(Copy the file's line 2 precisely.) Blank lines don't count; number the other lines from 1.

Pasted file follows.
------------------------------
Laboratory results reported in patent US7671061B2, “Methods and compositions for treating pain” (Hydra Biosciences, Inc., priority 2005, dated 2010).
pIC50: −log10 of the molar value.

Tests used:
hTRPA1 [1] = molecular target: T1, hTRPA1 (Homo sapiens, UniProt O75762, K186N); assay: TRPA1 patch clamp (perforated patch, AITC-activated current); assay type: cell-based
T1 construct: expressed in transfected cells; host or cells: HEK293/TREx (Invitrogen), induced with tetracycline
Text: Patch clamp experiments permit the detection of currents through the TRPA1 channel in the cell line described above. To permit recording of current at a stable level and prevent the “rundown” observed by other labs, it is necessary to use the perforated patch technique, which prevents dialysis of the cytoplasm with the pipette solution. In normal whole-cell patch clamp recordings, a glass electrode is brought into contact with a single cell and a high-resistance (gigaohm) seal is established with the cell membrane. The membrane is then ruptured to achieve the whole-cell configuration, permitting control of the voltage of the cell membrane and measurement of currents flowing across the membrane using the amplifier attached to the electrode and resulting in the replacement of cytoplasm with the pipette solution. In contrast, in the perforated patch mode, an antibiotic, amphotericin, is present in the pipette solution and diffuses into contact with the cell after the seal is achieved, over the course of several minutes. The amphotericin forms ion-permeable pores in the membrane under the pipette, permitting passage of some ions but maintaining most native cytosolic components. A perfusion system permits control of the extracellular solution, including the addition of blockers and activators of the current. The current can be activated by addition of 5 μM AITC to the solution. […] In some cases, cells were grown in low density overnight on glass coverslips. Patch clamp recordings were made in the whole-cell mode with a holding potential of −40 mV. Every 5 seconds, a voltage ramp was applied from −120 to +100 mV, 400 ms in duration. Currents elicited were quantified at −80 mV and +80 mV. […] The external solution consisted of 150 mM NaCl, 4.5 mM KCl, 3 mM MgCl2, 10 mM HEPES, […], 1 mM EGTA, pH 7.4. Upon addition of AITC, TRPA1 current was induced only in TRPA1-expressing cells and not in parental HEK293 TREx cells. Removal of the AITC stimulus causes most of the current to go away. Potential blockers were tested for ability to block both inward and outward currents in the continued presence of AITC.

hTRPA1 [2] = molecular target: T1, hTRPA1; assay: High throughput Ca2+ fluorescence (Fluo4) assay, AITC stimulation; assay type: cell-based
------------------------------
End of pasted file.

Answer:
pIC50: −log10 of the molar value.